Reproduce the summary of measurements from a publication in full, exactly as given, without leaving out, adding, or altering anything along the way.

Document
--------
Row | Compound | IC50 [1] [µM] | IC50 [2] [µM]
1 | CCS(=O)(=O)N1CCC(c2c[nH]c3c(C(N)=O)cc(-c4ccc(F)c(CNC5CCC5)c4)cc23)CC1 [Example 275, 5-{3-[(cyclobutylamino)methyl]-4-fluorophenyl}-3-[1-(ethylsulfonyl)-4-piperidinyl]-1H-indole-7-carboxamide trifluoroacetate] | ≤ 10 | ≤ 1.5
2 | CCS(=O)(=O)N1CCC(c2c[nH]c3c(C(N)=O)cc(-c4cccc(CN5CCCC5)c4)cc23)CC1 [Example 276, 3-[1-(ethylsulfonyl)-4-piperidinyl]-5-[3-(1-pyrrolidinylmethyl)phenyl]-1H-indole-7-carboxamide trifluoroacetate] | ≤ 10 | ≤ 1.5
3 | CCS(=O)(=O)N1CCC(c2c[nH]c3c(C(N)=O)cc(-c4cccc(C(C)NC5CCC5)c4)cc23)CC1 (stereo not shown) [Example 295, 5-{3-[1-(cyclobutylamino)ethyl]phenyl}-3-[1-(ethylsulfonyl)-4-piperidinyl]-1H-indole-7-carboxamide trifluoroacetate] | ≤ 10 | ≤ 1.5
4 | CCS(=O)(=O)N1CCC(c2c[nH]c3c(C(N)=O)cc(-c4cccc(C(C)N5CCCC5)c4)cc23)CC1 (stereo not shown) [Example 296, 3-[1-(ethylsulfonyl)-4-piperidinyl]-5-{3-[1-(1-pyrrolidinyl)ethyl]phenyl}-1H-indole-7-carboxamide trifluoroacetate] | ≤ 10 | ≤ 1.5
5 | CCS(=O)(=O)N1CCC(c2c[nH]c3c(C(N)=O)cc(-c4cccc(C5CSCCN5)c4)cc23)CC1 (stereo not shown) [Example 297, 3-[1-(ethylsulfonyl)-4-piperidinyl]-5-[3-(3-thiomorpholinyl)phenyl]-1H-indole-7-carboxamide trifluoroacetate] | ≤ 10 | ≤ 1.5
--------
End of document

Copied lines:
Row | Compound | IC50 [1] [µM] | IC50 [2] [µM]
1 | CCS(=O)(=O)N1CCC(c2c[nH]c3c(C(N)=O)cc(-c4ccc(F)c(CNC5CCC5)c4)cc23)CC1 [Example 275, 5-{3-[(cyclobutylamino)methyl]-4-fluorophenyl}-3-[1-(ethylsulfonyl)-4-piperidinyl]-1H-indole-7-carboxamide trifluoroacetate] | ≤ 10 | ≤ 1.5
2 | CCS(=O)(=O)N1CCC(c2c[nH]c3c(C(N)=O)cc(-c4cccc(CN5CCCC5)c4)cc23)CC1 [Example 276, 3-[1-(ethylsulfonyl)-4-piperidinyl]-5-[3-(1-pyrrolidinylmethyl)phenyl]-1H-indole-7-carboxamide trifluoroacetate] | ≤ 10 | ≤ 1.5
3 | CCS(=O)(=O)N1CCC(c2c[nH]c3c(C(N)=O)cc(-c4cccc(C(C)NC5CCC5)c4)cc23)CC1 (stereo not shown) [Example 295, 5-{3-[1-(cyclobutylamino)ethyl]phenyl}-3-[1-(ethylsulfonyl)-4-piperidinyl]-1H-indole-7-carboxamide trifluoroacetate] | ≤ 10 | ≤ 1.5
4 | CCS(=O)(=O)N1CCC(c2c[nH]c3c(C(N)=O)cc(-c4cccc(C(C)N5CCCC5)c4)cc23)CC1 (stereo not shown) [Example 296, 3-[1-(ethylsulfonyl)-4-piperidinyl]-5-{3-[1-(1-pyrrolidinyl)ethyl]phenyl}-1H-indole-7-carboxamide trifluoroacetate] | ≤ 10 | ≤ 1.5
5 | CCS(=O)(=O)N1CCC(c2c[nH]c3c(C(N)=O)cc(-c4cccc(C5CSCCN5)c4)cc23)CC1 (stereo not shown) [Example 297, 3-[1-(ethylsulfonyl)-4-piperidinyl]-5-[3-(3-thiomorpholinyl)phenyl]-1H-indole-7-carboxamide trifluoroacetate] | ≤ 10 | ≤ 1.5